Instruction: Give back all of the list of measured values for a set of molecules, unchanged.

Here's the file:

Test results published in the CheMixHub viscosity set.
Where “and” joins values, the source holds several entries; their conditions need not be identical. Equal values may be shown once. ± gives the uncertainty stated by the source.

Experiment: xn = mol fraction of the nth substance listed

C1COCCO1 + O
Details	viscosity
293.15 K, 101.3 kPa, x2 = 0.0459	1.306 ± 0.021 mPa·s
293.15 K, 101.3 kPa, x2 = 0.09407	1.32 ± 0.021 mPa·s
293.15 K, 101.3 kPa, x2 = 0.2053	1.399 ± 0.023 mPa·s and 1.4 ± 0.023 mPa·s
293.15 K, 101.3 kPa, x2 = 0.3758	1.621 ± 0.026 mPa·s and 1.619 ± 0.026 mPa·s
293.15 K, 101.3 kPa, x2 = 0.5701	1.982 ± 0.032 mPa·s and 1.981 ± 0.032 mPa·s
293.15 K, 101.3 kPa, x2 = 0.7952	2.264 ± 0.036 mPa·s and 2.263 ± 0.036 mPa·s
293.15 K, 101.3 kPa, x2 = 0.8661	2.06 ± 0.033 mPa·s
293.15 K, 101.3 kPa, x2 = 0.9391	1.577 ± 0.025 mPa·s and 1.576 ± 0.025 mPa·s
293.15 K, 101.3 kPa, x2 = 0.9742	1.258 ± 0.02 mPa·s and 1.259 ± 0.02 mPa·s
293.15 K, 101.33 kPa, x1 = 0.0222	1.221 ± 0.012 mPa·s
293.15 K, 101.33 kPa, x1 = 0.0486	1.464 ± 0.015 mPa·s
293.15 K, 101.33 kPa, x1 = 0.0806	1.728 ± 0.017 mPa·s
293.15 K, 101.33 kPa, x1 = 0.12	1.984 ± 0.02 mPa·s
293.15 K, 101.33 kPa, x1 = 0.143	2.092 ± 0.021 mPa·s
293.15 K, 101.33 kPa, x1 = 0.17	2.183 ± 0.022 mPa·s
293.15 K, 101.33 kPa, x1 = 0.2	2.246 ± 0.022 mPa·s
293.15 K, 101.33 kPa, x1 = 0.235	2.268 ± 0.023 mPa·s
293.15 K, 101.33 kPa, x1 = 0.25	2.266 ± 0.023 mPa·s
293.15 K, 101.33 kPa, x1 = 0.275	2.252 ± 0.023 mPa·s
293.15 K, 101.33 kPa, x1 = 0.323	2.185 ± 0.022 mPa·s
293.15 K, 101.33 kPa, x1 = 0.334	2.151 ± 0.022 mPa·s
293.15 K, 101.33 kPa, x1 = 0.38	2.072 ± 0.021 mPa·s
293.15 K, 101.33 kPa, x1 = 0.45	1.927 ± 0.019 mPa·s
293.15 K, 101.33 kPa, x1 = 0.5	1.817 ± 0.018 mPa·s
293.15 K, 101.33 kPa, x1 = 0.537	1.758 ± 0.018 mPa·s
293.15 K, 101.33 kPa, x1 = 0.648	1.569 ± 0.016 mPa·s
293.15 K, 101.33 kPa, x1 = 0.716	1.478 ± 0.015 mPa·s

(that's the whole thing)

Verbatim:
Test results published in the CheMixHub viscosity set.
Where “and” joins values, the source holds several entries; their conditions need not be identical. Equal values may be shown once. ± gives the uncertainty stated by the source.

Experiment: xn = mol fraction of the nth substance listed

C1COCCO1 + O
Details	viscosity
293.15 K, 101.3 kPa, x2 = 0.0459	1.306 ± 0.021 mPa·s
293.15 K, 101.3 kPa, x2 = 0.09407	1.32 ± 0.021 mPa·s
293.15 K, 101.3 kPa, x2 = 0.2053	1.399 ± 0.023 mPa·s and 1.4 ± 0.023 mPa·s
293.15 K, 101.3 kPa, x2 = 0.3758	1.621 ± 0.026 mPa·s and 1.619 ± 0.026 mPa·s
293.15 K, 101.3 kPa, x2 = 0.5701	1.982 ± 0.032 mPa·s and 1.981 ± 0.032 mPa·s
293.15 K, 101.3 kPa, x2 = 0.7952	2.264 ± 0.036 mPa·s and 2.263 ± 0.036 mPa·s
293.15 K, 101.3 kPa, x2 = 0.8661	2.06 ± 0.033 mPa·s
293.15 K, 101.3 kPa, x2 = 0.9391	1.577 ± 0.025 mPa·s and 1.576 ± 0.025 mPa·s
293.15 K, 101.3 kPa, x2 = 0.9742	1.258 ± 0.02 mPa·s and 1.259 ± 0.02 mPa·s
293.15 K, 101.33 kPa, x1 = 0.0222	1.221 ± 0.012 mPa·s
293.15 K, 101.33 kPa, x1 = 0.0486	1.464 ± 0.015 mPa·s
293.15 K, 101.33 kPa, x1 = 0.0806	1.728 ± 0.017 mPa·s
293.15 K, 101.33 kPa, x1 = 0.12	1.984 ± 0.02 mPa·s
293.15 K, 101.33 kPa, x1 = 0.143	2.092 ± 0.021 mPa·s
293.15 K, 101.33 kPa, x1 = 0.17	2.183 ± 0.022 mPa·s
293.15 K, 101.33 kPa, x1 = 0.2	2.246 ± 0.022 mPa·s
293.15 K, 101.33 kPa, x1 = 0.235	2.268 ± 0.023 mPa·s
293.15 K, 101.33 kPa, x1 = 0.25	2.266 ± 0.023 mPa·s
293.15 K, 101.33 kPa, x1 = 0.275	2.252 ± 0.023 mPa·s
293.15 K, 101.33 kPa, x1 = 0.323	2.185 ± 0.022 mPa·s
293.15 K, 101.33 kPa, x1 = 0.334	2.151 ± 0.022 mPa·s
293.15 K, 101.33 kPa, x1 = 0.38	2.072 ± 0.021 mPa·s
293.15 K, 101.33 kPa, x1 = 0.45	1.927 ± 0.019 mPa·s
293.15 K, 101.33 kPa, x1 = 0.5	1.817 ± 0.018 mPa·s
293.15 K, 101.33 kPa, x1 = 0.537	1.758 ± 0.018 mPa·s
293.15 K, 101.33 kPa, x1 = 0.648	1.569 ± 0.016 mPa·s
293.15 K, 101.33 kPa, x1 = 0.716	1.478 ± 0.015 mPa·s